General Rise in IQ

He also notes that IQs generally are rising, and that no-one really knows the true range of the Black IQ, or even that of the human race as a whole. The reason why average IQs have always remained at 100 is that they’ve been periodically renormed to keep 100 as the average level. If they weren’t, and psychiatrists continued using the same standards, then the average Black IQ would 104. As for the range of Black intelligence, he cites the example of a nine year old girl, who by one set of tests had an IQ of 140, and 200 by another set. Unfortunately, his scepticism towards racial differences in IQ does not extend to the Bell Curve, whose authors and work he defends. He notes that they state in the book that there isn’t enough evidence to decide one way or another if IQ is affected by race.

But IQ alone does not explain why some groups outperform others, even when their intelligence is exactly the same. For example, Chinese with an IQ of 100 perform at the same level in jobs, education and so on, as Whites with IQs of 120 or so.

Culture and Historic Environment as the Determining Factors in Ethnic Skills and Performance

Sowell believes that the performance of ethnic groups depends on the environment in which these groups historically lived and their traditional culture. These create skills which have allowed minority groups the world over to achieve prominence in business and academia, such as the Germans in Latvia and Bohemia, the Jews in eastern Europe, and the Chinese in Indonesia and Malaysia. These groups have often prospered despite immense persecution, like the Jews. For example, Italian immigrants to the US and Australia were dirt poor. But they always repaid their debts, hence a separate bank was set up in California, the Bank of Italy, was set up to cater to them. This bank eventually became the Bank of Italy. At the same time there was a marked disparity between the achievements of Jewish and Italian kids at school. The two groups lived in the same areas and attended the same schools. But Jews did much better than Italians. Why? Sowell puts this down to different cultural attitudes towards education. Even the poorest Jews had a respect for learning, while there was a hostility to it in the Italian south, from which many of the latter migrants came. When there Italian government introduced compulsory schooling, there were riots, and attacks on teachers and schools. He takes issue with some of these groups now being described as ‘privileged’. A survey of different races in Toronto declared that the Japanese were the most privileged people in the city. But the Japanese owe their success to their own efforts, not privilege. They were also subjected to restrictive legislation and were interned during the Second World War for far longer in Canada than in the US. He is also highly sceptical that racism accounts for the poor performance of American Blacks. While they’re often the last to be hired, and the first to be fired, the next in line for sacking are Whites. Asians are the last to go, and perform better generally than Whites, even in White owned companies. But this is not mentioned in discussions about race, as it would cast doubt about the poor performance of Blacks being solely due to White racial prejudice.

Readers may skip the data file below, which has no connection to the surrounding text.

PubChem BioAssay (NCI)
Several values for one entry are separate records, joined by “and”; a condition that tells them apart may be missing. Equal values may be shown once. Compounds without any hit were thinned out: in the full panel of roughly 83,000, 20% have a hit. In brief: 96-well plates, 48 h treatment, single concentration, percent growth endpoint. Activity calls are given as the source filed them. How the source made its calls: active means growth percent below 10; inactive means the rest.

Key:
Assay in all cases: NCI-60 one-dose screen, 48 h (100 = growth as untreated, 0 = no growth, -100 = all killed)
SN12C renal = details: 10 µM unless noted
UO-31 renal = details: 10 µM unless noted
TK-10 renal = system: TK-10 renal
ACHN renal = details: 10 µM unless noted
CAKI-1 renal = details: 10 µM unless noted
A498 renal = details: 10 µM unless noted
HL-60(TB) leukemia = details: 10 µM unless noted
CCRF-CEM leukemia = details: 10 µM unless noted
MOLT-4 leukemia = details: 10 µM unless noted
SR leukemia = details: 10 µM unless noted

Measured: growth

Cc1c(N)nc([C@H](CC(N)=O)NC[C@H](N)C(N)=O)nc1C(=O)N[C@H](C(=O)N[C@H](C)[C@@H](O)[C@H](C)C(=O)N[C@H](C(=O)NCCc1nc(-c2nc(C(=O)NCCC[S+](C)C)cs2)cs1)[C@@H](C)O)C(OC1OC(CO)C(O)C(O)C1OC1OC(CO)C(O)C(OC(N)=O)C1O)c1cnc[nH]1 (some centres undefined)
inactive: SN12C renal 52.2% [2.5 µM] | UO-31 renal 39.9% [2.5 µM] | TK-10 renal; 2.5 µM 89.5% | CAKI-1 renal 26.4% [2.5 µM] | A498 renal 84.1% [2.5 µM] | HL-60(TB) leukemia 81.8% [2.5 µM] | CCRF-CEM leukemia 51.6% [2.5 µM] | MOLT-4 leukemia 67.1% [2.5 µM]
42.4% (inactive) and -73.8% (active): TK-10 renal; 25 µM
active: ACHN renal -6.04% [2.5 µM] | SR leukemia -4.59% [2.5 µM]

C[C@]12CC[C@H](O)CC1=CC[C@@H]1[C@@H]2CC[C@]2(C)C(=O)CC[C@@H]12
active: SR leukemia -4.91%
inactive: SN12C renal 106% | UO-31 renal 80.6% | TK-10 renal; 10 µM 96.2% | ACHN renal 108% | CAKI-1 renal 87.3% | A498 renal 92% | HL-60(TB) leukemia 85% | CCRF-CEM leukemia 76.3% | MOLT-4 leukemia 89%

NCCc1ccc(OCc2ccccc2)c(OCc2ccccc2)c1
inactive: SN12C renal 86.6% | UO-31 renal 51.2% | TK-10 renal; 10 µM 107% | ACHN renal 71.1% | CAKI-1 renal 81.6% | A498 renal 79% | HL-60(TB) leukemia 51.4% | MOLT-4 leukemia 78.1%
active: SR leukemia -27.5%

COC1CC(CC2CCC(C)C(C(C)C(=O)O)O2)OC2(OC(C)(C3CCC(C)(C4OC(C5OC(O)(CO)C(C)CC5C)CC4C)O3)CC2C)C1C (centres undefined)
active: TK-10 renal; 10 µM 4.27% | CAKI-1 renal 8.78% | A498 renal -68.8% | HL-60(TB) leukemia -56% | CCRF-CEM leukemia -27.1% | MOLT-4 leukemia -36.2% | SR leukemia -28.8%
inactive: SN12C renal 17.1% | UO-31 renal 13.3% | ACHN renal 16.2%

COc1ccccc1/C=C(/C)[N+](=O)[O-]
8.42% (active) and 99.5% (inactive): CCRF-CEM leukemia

White Racism as the Cause for Black Marginalisation

And it’s White racial prejudice which is the dominant explanation for Blacks lagging behind Whites and the rest of society today. This began with Gunnar Murdal’s 1944 book, An American Dilemma, which claimed that this was due to ‘confused and contradictory’ attitudes among Whites. But Sowell considers this an insufficient explanation, as American Blacks made their greatest progress, both professionally, economically and educationally, during the period before the Civil Rights Act, when racism and overt discrimination was far more acute. He also describes how White racial attitudes changed over time. For example, from 1840 to 1890 some areas were remarkably racially tolerant. In these cities, Whites and Blacks lived in the same areas. As time went on, Blacks not only exercised their right to vote, but also were elected themselves in areas where the majority of voters were White. There were no zoning regulations and the communities weren’t segregated. Sowell believes this was because the Black communities that had moved north in this period had become acculturated and had the same values and standards of behaviour as their White neighbours. This changed with mass Black migration from the south. Sowell draws on observers to the south, like Alexis de Toqueville, Frederick Olmsted and others, to argue that there is a common southern culture, shared by Blacks and Whites, and ultimately coming from the British immigrants that settled those areas. This culture rejects education in favour of aggressive masculinity., The new Black migrants had none of cultural values of the previous Black arrivals,. Crime rates shot up, dismaying the traditional Black citizens as well as Whites. As a result, these communities introduced zoning laws segregating the two colours.